OER as Pedagogy Cycle
We decided to unveil our approach to students on the first night of class in the hope of sweeping them up in our enthusiasm, and it worked.
Our students eagerly embraced participatory learning, and their digital skills of curating, creating, and presenting the information they researched and learned gave them a sense of content ownership.
A student describes student engagement in response to the presentation (18 seconds).
A student explains the class coming together (22 seconds).
As the following describes, we actively engaged students in our approach from day one and continued supporting their captivation or participation or enthusiasm throughout the course.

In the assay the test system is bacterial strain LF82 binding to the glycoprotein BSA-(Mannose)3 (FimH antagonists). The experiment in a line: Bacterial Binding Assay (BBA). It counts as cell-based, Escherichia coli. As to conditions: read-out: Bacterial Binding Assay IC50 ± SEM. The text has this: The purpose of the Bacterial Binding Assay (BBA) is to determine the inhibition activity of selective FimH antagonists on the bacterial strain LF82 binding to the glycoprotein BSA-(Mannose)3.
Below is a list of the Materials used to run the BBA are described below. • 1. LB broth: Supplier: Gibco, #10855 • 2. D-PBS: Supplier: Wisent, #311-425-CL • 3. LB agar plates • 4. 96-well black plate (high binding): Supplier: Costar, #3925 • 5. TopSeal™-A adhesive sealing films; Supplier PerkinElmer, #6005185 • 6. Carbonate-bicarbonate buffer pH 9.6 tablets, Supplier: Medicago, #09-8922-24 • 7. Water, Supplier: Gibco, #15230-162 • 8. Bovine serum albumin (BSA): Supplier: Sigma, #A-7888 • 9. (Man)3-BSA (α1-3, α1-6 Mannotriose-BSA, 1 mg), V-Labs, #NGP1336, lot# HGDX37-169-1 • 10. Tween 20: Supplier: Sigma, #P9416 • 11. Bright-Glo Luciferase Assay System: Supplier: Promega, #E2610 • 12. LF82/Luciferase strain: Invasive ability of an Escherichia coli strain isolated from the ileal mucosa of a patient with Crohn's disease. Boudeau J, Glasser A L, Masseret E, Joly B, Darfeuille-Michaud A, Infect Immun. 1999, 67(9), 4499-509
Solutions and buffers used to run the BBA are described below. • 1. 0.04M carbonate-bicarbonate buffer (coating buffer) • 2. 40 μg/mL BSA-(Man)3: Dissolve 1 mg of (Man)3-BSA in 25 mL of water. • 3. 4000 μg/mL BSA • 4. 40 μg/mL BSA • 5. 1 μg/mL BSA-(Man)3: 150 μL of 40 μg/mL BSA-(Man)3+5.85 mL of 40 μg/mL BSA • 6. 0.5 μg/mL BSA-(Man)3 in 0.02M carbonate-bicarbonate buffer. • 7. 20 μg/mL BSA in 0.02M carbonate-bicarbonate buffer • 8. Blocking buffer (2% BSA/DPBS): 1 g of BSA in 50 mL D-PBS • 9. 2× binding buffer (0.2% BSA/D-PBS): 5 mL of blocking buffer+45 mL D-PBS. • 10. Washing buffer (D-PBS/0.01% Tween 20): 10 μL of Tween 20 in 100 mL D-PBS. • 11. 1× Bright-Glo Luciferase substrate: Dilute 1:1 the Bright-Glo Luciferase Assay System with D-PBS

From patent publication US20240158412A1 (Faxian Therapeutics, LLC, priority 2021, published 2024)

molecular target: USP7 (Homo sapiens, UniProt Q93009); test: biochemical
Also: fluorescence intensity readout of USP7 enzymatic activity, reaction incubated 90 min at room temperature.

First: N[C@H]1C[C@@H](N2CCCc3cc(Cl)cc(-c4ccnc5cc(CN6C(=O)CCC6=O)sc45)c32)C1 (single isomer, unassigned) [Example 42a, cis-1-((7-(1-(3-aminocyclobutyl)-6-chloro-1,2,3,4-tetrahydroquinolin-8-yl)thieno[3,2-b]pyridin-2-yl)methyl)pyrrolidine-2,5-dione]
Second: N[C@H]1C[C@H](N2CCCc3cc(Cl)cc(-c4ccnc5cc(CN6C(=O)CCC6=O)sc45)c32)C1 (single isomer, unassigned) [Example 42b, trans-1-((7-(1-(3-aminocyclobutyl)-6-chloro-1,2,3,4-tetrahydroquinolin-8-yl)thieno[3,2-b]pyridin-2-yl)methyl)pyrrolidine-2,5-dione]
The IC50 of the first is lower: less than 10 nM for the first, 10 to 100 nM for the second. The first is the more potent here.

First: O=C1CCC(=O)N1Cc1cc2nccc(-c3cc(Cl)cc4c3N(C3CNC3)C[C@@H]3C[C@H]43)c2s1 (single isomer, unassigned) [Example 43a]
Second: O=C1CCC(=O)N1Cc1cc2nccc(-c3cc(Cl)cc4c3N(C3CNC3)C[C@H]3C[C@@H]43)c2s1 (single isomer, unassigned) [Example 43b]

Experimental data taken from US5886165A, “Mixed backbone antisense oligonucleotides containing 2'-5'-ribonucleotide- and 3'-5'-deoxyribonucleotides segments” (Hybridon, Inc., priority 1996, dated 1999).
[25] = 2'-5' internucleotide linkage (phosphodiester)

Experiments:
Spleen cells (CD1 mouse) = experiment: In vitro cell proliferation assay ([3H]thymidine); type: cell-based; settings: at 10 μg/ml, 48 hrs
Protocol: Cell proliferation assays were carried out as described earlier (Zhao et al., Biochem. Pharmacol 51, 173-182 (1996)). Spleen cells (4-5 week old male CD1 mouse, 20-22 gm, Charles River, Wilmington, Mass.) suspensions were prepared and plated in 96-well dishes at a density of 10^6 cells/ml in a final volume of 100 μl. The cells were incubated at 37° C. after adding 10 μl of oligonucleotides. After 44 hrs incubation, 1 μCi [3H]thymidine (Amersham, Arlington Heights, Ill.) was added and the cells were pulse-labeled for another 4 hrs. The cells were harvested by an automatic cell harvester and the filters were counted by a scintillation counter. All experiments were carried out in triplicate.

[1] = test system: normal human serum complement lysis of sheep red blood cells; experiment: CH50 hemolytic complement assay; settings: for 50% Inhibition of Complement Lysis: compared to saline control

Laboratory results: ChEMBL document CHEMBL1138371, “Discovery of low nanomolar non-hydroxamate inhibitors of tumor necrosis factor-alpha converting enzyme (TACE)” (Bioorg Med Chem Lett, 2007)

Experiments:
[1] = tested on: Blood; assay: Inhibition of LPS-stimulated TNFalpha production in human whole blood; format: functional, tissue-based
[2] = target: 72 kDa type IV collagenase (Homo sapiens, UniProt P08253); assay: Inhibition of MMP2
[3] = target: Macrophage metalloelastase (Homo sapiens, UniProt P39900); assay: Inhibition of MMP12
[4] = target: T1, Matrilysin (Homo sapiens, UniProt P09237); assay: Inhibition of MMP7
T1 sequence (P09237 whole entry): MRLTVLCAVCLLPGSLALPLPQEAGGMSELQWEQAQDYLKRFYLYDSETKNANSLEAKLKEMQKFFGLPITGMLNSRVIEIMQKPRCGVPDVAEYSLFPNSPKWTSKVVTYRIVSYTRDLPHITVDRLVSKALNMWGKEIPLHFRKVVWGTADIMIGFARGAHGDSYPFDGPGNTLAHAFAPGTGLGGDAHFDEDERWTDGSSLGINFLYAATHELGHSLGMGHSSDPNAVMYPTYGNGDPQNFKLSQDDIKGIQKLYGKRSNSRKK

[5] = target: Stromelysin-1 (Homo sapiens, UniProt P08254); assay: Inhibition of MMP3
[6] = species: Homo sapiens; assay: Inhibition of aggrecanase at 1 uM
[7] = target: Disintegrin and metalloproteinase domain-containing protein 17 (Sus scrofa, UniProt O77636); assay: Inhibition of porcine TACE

Launching the Pedagogy. Instead of pedantically lecturing about the new approach and testing for understanding, we disrupted any sense of first-day passivity by immediately requiring students to solve a problem. We provided OER as content puzzle pieces, and students found their own puzzle pieces through an underlined keyword. Groups with the same keyword proceeded to create a living textbook page, complete with a chapter heading. This activity also established the cooperative teams of students who would work together throughout the semester. See our TMP Student Activity for examples.
Supporting the Pedagogy. Having given students a physical grasp of the living textbook concept, we introduced Blackboard wikis and library and open resources via a Business Research Guide. Professor Medrano would deliver a limited lecture on a "chapter" topic, assigning subtopics to each group. Students listened for keywords to launch their research, using the research guide as a starting point; the Blackboard wiki was the final project.
Students interact in IBS101 (26 seconds).